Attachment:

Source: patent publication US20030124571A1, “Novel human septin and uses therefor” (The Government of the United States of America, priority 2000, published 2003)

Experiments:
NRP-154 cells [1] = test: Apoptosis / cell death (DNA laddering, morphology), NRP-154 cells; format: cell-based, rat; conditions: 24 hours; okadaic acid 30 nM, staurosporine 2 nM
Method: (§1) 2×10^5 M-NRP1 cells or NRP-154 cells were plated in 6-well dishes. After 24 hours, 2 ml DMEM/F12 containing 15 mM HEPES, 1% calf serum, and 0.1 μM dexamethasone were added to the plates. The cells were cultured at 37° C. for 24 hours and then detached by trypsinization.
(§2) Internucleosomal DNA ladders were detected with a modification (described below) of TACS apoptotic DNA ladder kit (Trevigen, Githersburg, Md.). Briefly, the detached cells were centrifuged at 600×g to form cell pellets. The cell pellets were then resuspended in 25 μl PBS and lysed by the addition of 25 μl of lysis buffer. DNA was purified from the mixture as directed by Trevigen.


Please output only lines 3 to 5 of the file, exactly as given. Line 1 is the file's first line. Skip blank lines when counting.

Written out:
NRP-154 cells [1] = test: Apoptosis / cell death (DNA laddering, morphology), NRP-154 cells; format: cell-based, rat; conditions: 24 hours; okadaic acid 30 nM, staurosporine 2 nM
Method: (§1) 2×10^5 M-NRP1 cells or NRP-154 cells were plated in 6-well dishes. After 24 hours, 2 ml DMEM/F12 containing 15 mM HEPES, 1% calf serum, and 0.1 μM dexamethasone were added to the plates. The cells were cultured at 37° C. for 24 hours and then detached by trypsinization.
(§2) Internucleosomal DNA ladders were detected with a modification (described below) of TACS apoptotic DNA ladder kit (Trevigen, Githersburg, Md.). Briefly, the detached cells were centrifuged at 600×g to form cell pellets. The cell pellets were then resuspended in 25 μl PBS and lysed by the addition of 25 μl of lysis buffer. DNA was purified from the mixture as directed by Trevigen.